by Scott Martindale
President, Sabrient Systems LLC

Many market commentators have been in a prolonged tizzy, warning of an inevitable selloff to come. And indeed we finally got one, with a huge spike in volatility. A climate of low inflation and structurally low interest rates has meant less discounting of future corporate earnings, which has allowed for higher enterprise values and stock prices. But when inflation fears suddenly popped up, investors feared an imminent repricing of equities at lower multiples. As I wrote at the start of the year, I expected some renewed volatility and compression in valuation multiples to occur during 2018, but I sure didn’t expect it to happen quite so soon. However, I also said that a correction would be healthy, and that it won’t necessarily be as deep of a selloff as so many investors have feared – and I stand by that prediction.

So, what is going on here? I think there were a few catalysts. First, the dollar has been plummeting on inflation worries, chasing away global fixed income investors and spiking yields, which put elevated equity valuations into question. Second, a healthy technical correction from January’s parabolic uptrend in stock prices spiked volatility to such a degree that the inverse VIX ETF/ETNs imploded, revealing structural problems with some of these products that not only spooked institutional investors but also triggered some abrupt changes to tactical equity exposures in their algorithmic trading models. And then we heard some FOMC members making statements implying that perhaps there is no longer a “Fed Put” supporting the market. It’s no wonder the long-expected correction finally (and quite suddenly) came about.

Given that the price chart had gone parabolic, it shouldn’t be too much of a surprise that volatility raised its ugly head, with the CBOE Market Volatility Index (VIX) briefly spiking above 50, much like an overstretched rubber band snaps back, and with sector correlations rising sharply. Nevertheless, I still expect solidly positive performance in the broad market indices by year end, although significantly lower than last year’s +22% performance on the S&P 500, and perhaps only in the high single digits. I also believe that heightened volatility and some compression in the broad market valuation multiples will lead to greater market breadth and lower sector correlations as investors pick their spots outside of the mega-caps (or passive index investing) and seek out higher returns in stocks that display strong growth prospects at a reasonable price (i.e., GARP) – with realistic potential for gains in the 15-25% range (or even higher).

In this periodic update, I provide a market commentary, offer my technical analysis of the S&P 500, review Sabrient’s latest fundamentals-based SectorCast rankings of the ten US business sectors, and serve up some actionable ETF trading ideas. In summary, our sector rankings still look bullish, while the sector rotation model moved to a neutral bias in response to the market turbulence. Read on....

Scott MartindaleBy Scott Martindale
President, Sabrient Systems LLC

As expected, August brought more volatility. Early in the month, the large cap, mid cap, and small cap indices all set new all-time closing highs while the CBOE Volatility Index (VIX) hit an all-time low. But then tough resistance levels failed to yield, the expected late-summer volatility set in, and support levels were tested. Nevertheless, the intra-month swoon (3% on the S&P 500) turned into a buying opportunity for the bulls, and by month-end the S&P 500 managed to eke out a small gain, giving it five straight positive months. Then the market started the month of September with a particularly strong day to put those all-time highs once again within spittin’ distance…that is, until North Korea detonated a hydrogen bomb in its testing area, while massive hurricanes created havoc. But by this past Friday, bulls had recovered key support levels.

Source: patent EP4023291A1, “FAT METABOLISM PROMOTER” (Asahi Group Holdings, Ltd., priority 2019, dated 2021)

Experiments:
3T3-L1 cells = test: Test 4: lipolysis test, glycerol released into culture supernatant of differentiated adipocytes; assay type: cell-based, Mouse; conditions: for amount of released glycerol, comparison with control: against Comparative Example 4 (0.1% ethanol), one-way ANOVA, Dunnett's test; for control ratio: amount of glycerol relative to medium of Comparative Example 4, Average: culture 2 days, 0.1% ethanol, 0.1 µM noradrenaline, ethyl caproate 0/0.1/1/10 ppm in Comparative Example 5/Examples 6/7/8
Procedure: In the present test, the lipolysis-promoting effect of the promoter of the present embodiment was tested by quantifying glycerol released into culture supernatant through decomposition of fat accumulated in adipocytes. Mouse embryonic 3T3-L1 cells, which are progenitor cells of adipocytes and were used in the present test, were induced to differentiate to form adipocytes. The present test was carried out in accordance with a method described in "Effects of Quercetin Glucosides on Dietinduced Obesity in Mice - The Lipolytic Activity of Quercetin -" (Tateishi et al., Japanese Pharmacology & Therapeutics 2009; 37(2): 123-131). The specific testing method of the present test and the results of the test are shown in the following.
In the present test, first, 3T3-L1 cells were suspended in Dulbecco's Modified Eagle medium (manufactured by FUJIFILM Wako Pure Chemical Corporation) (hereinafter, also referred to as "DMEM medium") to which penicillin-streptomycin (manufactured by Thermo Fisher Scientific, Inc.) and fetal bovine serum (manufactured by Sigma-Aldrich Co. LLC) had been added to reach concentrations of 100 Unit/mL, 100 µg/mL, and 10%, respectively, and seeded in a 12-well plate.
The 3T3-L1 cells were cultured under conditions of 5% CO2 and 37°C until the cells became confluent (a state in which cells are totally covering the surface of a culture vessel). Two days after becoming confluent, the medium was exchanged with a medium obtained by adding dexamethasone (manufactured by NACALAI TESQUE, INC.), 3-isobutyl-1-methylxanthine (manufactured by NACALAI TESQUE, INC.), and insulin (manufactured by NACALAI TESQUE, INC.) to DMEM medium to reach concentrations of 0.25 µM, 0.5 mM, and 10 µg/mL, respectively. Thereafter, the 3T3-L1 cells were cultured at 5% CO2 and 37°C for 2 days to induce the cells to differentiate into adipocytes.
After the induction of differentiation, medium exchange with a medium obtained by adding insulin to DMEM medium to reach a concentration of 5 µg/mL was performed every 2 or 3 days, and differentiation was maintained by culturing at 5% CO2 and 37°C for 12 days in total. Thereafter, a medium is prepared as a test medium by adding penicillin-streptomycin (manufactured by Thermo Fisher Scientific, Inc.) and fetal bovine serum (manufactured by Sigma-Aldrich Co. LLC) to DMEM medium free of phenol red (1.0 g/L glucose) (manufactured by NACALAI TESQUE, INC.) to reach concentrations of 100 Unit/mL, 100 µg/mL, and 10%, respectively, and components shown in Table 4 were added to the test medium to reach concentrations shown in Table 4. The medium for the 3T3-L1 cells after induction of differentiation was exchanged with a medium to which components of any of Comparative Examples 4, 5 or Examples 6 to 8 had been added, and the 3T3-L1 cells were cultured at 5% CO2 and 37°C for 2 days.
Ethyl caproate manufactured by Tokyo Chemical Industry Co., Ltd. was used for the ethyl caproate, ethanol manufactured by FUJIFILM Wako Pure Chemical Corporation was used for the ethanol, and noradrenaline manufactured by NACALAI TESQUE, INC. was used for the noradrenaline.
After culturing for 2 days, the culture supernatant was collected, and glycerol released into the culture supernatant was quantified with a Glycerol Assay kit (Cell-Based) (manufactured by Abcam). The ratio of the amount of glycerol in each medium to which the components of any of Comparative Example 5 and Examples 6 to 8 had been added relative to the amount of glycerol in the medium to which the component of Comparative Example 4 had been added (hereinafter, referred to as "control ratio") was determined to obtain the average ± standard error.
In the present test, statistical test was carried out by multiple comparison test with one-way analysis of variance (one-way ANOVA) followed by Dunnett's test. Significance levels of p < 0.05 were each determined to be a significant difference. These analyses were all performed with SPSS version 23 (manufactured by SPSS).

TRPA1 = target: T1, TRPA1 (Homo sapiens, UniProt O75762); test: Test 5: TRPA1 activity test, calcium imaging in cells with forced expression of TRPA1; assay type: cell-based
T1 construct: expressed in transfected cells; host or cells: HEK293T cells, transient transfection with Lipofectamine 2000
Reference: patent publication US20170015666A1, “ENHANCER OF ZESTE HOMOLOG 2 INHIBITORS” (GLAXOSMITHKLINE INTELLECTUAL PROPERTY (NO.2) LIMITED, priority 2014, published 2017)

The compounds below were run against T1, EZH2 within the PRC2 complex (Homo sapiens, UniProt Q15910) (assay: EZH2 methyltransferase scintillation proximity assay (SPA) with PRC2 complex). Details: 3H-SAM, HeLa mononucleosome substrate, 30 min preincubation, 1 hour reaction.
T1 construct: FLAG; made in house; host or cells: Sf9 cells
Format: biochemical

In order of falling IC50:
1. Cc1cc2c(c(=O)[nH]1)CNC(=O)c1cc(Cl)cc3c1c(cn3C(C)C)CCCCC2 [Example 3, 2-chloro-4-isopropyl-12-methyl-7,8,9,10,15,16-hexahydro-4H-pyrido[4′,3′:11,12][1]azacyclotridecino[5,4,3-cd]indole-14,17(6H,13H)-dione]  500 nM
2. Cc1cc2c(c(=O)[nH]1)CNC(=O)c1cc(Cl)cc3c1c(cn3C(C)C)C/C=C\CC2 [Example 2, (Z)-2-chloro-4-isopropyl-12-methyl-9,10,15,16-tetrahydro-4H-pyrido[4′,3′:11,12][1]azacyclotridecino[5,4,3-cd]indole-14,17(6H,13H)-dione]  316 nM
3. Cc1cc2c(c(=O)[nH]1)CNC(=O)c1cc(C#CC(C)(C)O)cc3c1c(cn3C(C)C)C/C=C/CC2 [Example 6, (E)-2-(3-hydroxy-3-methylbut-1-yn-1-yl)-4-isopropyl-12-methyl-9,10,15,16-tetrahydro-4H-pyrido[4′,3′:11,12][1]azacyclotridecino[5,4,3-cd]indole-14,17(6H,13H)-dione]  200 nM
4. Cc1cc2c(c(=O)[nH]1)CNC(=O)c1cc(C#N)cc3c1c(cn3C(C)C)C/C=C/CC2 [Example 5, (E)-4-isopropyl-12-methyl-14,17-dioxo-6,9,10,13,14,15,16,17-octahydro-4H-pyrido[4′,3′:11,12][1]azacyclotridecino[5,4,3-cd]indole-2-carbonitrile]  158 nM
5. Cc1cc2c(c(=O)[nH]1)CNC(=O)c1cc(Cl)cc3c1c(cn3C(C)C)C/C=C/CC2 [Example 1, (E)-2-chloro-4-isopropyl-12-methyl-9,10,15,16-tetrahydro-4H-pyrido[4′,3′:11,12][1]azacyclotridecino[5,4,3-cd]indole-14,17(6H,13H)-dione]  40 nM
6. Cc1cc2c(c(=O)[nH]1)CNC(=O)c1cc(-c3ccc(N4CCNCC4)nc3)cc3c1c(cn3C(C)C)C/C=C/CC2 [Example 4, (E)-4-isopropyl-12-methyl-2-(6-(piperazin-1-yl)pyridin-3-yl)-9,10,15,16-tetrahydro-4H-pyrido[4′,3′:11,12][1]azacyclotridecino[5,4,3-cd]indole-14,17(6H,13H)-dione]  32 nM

One can only wonder how strong our global economy would be if it weren’t for all the tin-pot dictators, jihadis, and cyberhackers that make us divert so much of our resources and attention. Nevertheless, prospects for the balance of 2H2017 still look good, even though solid economics and earnings reports have been countered by government dysfunction, catastrophic storms, escalating global dangers, and plenty of pessimistic talk about market conditions, valuations, and credit bubbles. Thus, while equities continue to meander higher on the backs of some mega-cap Tech sector darlings and cautious optimism among some investors, Treasuries are also rising (and yields falling) to levels not seen since before the election in a flight to safety among other investors.

In this periodic update, I give my view of the current market environment, offer a technical analysis of the S&P 500 chart, review Sabrient’s weekly fundamentals-based SectorCast rankings of the ten U.S. business sectors, and then offer up some actionable ETF trading ideas. In summary, although September historically has been the weakest month of the year, our sector rankings still look moderately bullish, while the sector rotation model has managed to maintain its bullish bias, and overall the climate still seems favorable for risk assets like equities. Read on....